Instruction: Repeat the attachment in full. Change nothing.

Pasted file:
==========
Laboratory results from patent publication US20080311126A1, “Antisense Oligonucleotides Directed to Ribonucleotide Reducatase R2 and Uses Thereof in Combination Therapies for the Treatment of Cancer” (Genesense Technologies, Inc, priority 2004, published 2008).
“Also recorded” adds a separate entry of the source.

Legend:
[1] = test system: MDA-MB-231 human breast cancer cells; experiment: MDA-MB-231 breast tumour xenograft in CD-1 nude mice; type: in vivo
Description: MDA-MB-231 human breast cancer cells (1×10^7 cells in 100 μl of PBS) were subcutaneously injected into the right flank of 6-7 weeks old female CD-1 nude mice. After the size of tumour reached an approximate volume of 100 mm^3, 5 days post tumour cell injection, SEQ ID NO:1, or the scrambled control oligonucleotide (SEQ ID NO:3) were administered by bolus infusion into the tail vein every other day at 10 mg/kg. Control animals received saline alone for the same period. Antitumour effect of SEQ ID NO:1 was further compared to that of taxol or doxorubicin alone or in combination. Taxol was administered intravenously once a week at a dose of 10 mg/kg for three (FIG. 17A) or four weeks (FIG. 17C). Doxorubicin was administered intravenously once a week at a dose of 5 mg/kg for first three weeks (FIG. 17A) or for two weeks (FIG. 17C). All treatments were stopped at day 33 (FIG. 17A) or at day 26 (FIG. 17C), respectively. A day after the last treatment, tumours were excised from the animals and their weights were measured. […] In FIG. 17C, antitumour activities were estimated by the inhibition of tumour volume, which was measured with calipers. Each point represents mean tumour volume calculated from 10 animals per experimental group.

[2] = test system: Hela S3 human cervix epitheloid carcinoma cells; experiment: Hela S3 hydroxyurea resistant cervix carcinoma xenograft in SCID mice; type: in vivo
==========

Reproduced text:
Laboratory results from patent publication US20080311126A1, “Antisense Oligonucleotides Directed to Ribonucleotide Reducatase R2 and Uses Thereof in Combination Therapies for the Treatment of Cancer” (Genesense Technologies, Inc, priority 2004, published 2008).
“Also recorded” adds a separate entry of the source.

Legend:
[1] = test system: MDA-MB-231 human breast cancer cells; experiment: MDA-MB-231 breast tumour xenograft in CD-1 nude mice; type: in vivo
Description: MDA-MB-231 human breast cancer cells (1×10^7 cells in 100 μl of PBS) were subcutaneously injected into the right flank of 6-7 weeks old female CD-1 nude mice. After the size of tumour reached an approximate volume of 100 mm^3, 5 days post tumour cell injection, SEQ ID NO:1, or the scrambled control oligonucleotide (SEQ ID NO:3) were administered by bolus infusion into the tail vein every other day at 10 mg/kg. Control animals received saline alone for the same period. Antitumour effect of SEQ ID NO:1 was further compared to that of taxol or doxorubicin alone or in combination. Taxol was administered intravenously once a week at a dose of 10 mg/kg for three (FIG. 17A) or four weeks (FIG. 17C). Doxorubicin was administered intravenously once a week at a dose of 5 mg/kg for first three weeks (FIG. 17A) or for two weeks (FIG. 17C). All treatments were stopped at day 33 (FIG. 17A) or at day 26 (FIG. 17C), respectively. A day after the last treatment, tumours were excised from the animals and their weights were measured. […] In FIG. 17C, antitumour activities were estimated by the inhibition of tumour volume, which was measured with calipers. Each point represents mean tumour volume calculated from 10 animals per experimental group.

[2] = test system: Hela S3 human cervix epitheloid carcinoma cells; experiment: Hela S3 hydroxyurea resistant cervix carcinoma xenograft in SCID mice; type: in vivo